Valued at $71.2 billion, HDFC Bank's market capitalisation is more than that of global banks like Barclays, JP Morgan Chase and Credit Suisse.
Pavan Burugula reports.
HDFC Bank is within kissing distance of breaking into the league of 10 most-valued global banks.
A stellar 55 per cent rally (in dollar terms) this year has helped the domestic lender improve its standing to 12th from 22nd at the start of the year.
At present, HDFC Bank is valued at $71.2 billion, 1.3 per cent below The Netherlands' ING Group, the 10th most valuable bank.
The domestic lender's market capitalisation is more than that of marquee global banks such as Barclays, JP Morgan Chase and Credit Suisse.
The gains clocked by HDFC Bank this year are second only to the China Merchants Bank which has seen a 63 per cent spurt in its value.
According to market observers, HDFC Bank's emergence is not only driven by its sound performance, but also dwindling health of some of the global majors, especially the European ones.
For instance, Deutsche Bank, which was once much more valuable than HDFC Bank, has seen its market cap erode to $34.5 billion.
Similarly, Royal Bank of Scotland ($44 billion) and Credit Suisse ($41 billion) are now much smaller than HDFC Bank, despite their history and pan-global presence.
The size of the balance sheet of these banks however, is much higher than HDFC Bank.
HDFC Bank is one of the most expensive banking stocks globally in terms of price-to-book (P/B) and price-to-earnings (P/E).
Currently, HDFC Bank is trading five times its book value while most of its peers in the top 15 league trade at a P/B of less than two times.
The one-year forward P/E of HDFC Bank is 22.4 times, by far the highest in the list.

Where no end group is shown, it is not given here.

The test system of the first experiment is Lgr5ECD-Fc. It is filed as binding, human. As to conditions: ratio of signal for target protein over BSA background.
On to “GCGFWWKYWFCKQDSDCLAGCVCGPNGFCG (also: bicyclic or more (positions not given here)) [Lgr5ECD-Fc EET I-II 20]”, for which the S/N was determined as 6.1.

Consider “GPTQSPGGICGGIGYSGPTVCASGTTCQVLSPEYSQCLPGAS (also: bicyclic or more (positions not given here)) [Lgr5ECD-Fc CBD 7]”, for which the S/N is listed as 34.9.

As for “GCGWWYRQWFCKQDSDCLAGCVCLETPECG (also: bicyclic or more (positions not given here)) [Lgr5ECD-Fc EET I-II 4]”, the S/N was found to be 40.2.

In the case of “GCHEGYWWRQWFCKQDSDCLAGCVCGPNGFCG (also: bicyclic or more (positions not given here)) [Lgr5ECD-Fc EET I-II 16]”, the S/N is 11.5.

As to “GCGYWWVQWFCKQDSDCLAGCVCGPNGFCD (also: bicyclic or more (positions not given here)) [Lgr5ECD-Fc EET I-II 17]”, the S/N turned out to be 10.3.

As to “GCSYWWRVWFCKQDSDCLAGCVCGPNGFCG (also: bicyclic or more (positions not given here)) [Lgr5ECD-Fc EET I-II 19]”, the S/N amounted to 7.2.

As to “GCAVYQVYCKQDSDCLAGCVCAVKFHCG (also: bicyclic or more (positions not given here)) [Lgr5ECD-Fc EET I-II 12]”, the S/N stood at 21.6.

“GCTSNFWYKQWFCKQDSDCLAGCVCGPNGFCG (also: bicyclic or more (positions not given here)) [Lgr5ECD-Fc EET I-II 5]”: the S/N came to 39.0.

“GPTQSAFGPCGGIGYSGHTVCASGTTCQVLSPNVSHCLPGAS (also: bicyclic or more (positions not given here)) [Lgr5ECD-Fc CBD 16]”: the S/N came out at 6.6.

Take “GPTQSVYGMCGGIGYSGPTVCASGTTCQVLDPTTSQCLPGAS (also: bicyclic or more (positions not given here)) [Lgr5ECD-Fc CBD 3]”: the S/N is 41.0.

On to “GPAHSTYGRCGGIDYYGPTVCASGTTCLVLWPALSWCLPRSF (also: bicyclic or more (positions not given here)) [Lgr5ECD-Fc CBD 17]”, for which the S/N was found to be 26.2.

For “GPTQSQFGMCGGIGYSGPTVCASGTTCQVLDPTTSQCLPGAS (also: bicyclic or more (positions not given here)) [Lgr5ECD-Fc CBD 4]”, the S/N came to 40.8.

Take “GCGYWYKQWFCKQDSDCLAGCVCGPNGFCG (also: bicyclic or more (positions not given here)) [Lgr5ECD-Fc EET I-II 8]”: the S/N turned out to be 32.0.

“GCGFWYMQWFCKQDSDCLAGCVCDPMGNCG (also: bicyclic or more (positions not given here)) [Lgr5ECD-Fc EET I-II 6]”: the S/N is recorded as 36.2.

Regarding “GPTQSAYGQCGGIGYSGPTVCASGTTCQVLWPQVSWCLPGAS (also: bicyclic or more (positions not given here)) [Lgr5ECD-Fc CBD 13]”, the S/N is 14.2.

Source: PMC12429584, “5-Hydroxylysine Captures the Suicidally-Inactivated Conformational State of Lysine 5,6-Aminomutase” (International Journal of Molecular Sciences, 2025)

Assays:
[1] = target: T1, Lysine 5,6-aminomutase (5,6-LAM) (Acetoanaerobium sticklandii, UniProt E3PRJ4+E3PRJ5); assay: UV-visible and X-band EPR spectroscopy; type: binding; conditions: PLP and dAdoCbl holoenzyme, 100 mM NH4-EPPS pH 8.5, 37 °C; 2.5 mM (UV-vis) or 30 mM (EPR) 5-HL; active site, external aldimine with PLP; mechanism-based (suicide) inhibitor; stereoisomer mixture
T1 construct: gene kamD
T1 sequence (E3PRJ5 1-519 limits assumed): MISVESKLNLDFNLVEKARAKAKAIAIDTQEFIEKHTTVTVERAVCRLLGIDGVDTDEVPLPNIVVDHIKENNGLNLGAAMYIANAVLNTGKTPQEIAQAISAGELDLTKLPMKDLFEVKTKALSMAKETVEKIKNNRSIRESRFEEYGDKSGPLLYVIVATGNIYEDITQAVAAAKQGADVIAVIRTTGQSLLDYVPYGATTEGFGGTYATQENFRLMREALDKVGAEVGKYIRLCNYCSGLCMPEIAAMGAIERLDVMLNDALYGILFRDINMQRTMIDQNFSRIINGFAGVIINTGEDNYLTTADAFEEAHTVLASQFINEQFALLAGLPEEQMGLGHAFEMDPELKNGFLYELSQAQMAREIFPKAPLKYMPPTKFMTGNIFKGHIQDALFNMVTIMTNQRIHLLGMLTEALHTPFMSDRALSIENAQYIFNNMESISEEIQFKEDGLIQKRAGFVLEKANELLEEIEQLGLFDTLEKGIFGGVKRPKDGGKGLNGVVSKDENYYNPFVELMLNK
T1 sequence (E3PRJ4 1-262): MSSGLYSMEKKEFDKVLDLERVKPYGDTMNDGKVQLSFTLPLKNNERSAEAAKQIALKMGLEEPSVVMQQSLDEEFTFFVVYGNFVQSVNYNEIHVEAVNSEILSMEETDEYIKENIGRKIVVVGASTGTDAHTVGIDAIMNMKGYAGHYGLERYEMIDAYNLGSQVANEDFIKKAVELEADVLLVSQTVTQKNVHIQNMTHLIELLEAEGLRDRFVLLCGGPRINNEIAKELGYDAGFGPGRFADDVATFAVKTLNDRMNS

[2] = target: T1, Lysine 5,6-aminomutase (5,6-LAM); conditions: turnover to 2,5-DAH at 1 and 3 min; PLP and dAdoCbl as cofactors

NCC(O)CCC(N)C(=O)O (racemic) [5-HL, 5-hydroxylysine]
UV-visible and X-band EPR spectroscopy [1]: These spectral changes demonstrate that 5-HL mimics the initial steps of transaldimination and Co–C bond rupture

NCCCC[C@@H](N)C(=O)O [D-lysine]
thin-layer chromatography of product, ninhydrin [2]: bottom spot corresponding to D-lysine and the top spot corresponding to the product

In other words, HDFC Bank's dominance in the market cap league table is more on account of premium valuations assigned to the stock.
"HDFC Bank is a great bet for investors. The bottom line of the bank has been growing at more than 20 per cent for the last few years," said G Chokkalingam, founder, Equinomics Research & Advisory.
"This is an exceptional pace compared to both domestic as well as global peers. The downside for investors is relatively protected as the bank neither has large exposure to markets nor to large corporate loans," Chokkalingam added.
"Even in terms of valuations, HDFC Bank is cheaper than many other Indian banks and financial institutions," pointed out Chokkalingam.
HDFC Bank is also less impacted by the issue of non-performing assets because of its higher retail exposure.
As of the quarter-ended September, 68 per cent of HDFC Bank's loan book comprised retail loans.
The company reported gross NPAs worth Rs 7,700 crore (Rs 77 billion) in the quarter.
"Core profitability of the bank remains strong on the back of good loan growth. The surge in NPAs during the quarter was due to one-off contingent provisions towards a 'standard asset', which is under regulatory discussion," said Nilanjan Karfa, an analyst at Jefferies India.
"Contagion risks from farm loan waivers, the goods and services tax implementation and compliance risks from regulatory assessment of NPAs remain the biggest headwinds," Karfa added.
Even then, the bank's net NPA ratio of just 0.43 per cent for the quarter ending September 2017 is far lower than most peers.
Currently, the list of top 10 global banks is dominated by five Chinese banks, which have a combined market value of nearly $1 trillion.
Photograph: Danish Siddiqui/Reuters